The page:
(Reuters Health) - Children who either played or watched a videogame that included gun violence were more likely afterward to handle a gun and pull the trigger, a new study finds.
More than 200 children were randomly assigned to play either a non-violent videogame or a game with firearm violence. Soon after, more than 60% of kids who played the violent game touched a gun, compared to about 44% of those who played a non-violent game, researchers report in JAMA Network Open.
The lessons from the new findings are that: “gun owners should secure their guns,” and “parents should protect their children from violent media, including video games,” said study coauthor Brad Bushman, a professor of communication at The Ohio State University.
“Each day in the United States, nearly 50 children and teenagers are shot with a firearm, often as a result of a child finding one loaded and unsecured,” Bushman and his coauthor Justin Chang, a former graduate student at Ohio State, wrote. “Among firearm-owning households with children, approximately 20% keep at least one firearm loaded and unsecured.”
Bushman and Chang recruited 242 kids, ages 8 to 12, to look at the impact of violent videogames. The children were partnered up and then randomly assigned to one of three groups: a version of Minecraft that included violence with guns, a version that included violence with swords and a non-violent version. No matter which game a pair of children was assigned to, one would play the game and the other would watch.
After playing the games for 20 minutes, the children were moved to another room that contained toys for them to play with as well as two disabled guns with trigger counters that had been tucked away in a cabinet.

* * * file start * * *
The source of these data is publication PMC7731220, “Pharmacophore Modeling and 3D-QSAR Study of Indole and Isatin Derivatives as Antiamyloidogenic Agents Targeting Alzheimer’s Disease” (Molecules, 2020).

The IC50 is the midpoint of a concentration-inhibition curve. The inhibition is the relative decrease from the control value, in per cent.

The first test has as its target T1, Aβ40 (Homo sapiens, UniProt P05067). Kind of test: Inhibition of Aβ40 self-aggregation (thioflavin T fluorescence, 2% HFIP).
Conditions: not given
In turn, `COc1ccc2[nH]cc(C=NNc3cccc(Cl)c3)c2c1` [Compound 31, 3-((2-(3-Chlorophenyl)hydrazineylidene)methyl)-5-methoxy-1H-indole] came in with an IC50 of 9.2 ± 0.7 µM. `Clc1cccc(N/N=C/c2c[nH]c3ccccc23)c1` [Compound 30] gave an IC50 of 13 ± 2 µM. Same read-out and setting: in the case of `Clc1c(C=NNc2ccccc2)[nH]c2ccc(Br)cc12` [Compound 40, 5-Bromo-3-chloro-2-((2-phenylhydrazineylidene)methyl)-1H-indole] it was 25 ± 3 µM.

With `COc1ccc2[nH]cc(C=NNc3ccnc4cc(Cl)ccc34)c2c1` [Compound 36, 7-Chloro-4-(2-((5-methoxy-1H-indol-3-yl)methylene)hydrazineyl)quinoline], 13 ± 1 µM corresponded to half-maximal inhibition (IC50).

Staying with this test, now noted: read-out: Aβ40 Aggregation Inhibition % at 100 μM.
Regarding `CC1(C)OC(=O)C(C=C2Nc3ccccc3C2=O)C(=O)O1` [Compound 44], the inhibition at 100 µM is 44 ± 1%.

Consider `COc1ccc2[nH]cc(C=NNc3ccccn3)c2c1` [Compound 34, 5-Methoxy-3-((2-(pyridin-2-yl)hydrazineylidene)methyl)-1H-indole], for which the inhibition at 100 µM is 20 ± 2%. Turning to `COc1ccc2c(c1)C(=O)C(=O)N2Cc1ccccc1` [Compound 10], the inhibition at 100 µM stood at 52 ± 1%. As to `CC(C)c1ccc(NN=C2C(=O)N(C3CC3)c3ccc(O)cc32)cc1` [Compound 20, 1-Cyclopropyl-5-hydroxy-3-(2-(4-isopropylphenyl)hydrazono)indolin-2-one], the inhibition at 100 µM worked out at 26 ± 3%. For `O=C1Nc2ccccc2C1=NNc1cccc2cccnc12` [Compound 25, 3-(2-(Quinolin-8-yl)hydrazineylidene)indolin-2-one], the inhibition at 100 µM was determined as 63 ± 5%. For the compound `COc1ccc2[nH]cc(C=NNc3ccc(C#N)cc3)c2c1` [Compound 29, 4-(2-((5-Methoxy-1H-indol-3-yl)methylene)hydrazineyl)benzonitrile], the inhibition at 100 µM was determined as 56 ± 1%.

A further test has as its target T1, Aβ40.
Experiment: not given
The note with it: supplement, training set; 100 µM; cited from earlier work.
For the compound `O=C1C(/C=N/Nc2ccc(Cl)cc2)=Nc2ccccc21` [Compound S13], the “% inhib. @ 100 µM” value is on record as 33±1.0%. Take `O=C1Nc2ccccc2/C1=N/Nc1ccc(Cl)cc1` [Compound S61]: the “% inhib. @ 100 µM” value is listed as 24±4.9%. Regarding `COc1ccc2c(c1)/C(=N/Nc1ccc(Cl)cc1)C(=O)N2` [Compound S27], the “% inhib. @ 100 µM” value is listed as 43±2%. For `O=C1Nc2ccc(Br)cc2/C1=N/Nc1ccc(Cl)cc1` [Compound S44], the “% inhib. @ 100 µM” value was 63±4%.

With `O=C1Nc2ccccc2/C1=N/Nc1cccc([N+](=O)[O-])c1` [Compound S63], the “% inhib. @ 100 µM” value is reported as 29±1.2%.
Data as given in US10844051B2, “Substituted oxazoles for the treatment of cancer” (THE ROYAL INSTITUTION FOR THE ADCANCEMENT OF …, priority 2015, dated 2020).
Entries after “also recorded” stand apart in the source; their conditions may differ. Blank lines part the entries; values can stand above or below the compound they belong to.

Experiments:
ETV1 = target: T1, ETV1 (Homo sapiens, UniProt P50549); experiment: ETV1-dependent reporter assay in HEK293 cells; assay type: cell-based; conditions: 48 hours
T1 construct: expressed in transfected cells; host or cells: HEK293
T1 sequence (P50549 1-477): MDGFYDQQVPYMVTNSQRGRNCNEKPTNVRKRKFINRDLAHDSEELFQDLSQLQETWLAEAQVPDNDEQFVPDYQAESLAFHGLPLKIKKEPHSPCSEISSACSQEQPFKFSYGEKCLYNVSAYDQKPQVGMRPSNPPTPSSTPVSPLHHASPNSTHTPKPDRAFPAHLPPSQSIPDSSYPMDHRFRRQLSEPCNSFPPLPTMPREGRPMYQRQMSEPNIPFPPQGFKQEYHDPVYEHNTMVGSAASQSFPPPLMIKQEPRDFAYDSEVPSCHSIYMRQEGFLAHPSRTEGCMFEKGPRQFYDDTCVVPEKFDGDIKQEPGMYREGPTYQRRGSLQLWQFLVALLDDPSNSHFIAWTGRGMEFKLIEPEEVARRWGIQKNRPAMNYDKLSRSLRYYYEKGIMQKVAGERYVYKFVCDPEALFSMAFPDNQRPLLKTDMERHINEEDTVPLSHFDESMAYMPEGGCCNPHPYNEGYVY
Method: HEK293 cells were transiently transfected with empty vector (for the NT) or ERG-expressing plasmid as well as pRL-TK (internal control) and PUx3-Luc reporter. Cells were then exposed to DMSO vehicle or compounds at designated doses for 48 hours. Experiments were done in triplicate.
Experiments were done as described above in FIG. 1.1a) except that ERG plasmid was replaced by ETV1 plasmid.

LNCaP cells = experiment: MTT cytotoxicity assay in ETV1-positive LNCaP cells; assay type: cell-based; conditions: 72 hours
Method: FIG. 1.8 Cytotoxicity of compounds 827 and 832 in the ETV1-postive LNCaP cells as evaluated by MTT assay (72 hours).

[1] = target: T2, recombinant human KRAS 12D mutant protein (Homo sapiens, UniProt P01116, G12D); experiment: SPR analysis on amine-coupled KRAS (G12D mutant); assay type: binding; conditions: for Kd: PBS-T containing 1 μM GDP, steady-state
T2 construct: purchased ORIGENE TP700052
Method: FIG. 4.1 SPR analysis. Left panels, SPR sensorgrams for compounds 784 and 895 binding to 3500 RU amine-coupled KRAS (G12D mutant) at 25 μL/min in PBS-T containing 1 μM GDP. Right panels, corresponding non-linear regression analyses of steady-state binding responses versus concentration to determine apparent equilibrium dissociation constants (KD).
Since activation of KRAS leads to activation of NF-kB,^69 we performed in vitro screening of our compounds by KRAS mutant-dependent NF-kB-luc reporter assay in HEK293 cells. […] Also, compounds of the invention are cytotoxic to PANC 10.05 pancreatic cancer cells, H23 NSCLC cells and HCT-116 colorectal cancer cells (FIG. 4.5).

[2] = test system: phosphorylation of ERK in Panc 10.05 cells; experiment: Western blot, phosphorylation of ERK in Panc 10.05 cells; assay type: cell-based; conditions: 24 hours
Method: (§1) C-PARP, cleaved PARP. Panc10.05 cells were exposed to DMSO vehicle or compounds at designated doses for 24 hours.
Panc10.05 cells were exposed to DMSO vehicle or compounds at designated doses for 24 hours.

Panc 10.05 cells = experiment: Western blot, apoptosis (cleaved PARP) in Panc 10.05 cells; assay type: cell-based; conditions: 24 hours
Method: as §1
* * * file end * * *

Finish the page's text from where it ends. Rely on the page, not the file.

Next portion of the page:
Out of the 242 children recruited, 220 eventually found the guns and those kids were included in the study.
Among the 76 children who played videogames that included guns, 61.8% handled the weapon, as compared 56.8% of the 74 who played a game including sword violence and 44.3% of the 70 who played a non-violent game.
Children who played violent videogames were also more likely to pull the trigger, researchers found.
How many times children pulled the trigger depended on the videogame they watched.
It was a median of “10.1 times if they played the version of Minecraft where the monsters could be killed with guns, 3.6 times if they played the version of Minecraft where the monsters could be killed with swords and 3.0 times if they played the version of Minecraft without weapons and monsters,” Bushman said in an email.
“The more important outcome, though, is pulling the trigger of a gun while pointing that gun at oneself or one’s partner (children were tested in pairs),” Bushman said. There, the median was 3.4 times for the game with gun violence, 1.5 times for the game with swords and 0.2 times for non-violent games.
The new study “is the most rigorous design that can be conducted,” said Cassandra Crifasi, deputy director of the Johns Hopkins Center for Gun Policy and Research.
While “it’s important to recognize certain types of entertainment can be violent, when it comes to firearms, the solution is to store guns safely so that children can’t gain access,” Crifasi said. “That doesn’t mean children won’t engage in other violent play. But we can cut off guns as a source of potential harm.”
Dr. Shari Platt agreed that the best way to protect kids is proper gun storage.
“The study is interesting and I think they are touching on some very real fears parents have around graphically violent videogames,” said Platt, chief of pediatric medicine at NewYork-Presbyterian/Weill Cornell Medical Center and an associate professor of clinical emergency medicine. But in the end, “education and prevention are always the answers.”